A proposal by Norway’s conservative government coalition to raise the maximum age for salaried workers has sparked opposition from both the labour movement and employers’ organizations. The government claims it’s just trying to expand the work force.
Labour Minister Robert Eriksson of the Progress Party announced this week that the government proposes raising the age limit for workers from 70 to 72 and later to 75. The standard age for being able to retire, however, will remain at 67.
Those who want to continue working may be able to for another eight years, if Eriksson wins political support in Parliament for the proposal. That may be difficult, given the immediate opposition he met on both ends of the political spectrum.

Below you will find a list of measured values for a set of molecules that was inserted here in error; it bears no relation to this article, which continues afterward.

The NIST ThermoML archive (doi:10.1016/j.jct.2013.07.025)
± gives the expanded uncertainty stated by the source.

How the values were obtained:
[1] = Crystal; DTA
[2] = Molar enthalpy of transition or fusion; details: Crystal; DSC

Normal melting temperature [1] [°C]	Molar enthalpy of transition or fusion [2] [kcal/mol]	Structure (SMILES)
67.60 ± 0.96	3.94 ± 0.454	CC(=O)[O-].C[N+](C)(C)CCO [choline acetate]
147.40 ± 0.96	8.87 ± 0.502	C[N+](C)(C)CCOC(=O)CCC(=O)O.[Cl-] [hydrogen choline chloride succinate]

Both of Norway’s major trade union federations, LO and Unio, objected to the proposal, fearing it will pressure older workers to keep working and may lead to undesired changes in pension benefits. The national employers’ organization NHO doesn’t like the proposal either, fearing it will make it more difficult for employers to renew their workforces and keep younger workers out of the market.
Eriksson argued that Norway needs more workers and should encourage Norwegians to work longer if they want to. The proposal is expected to meet hefty debate in Parliament.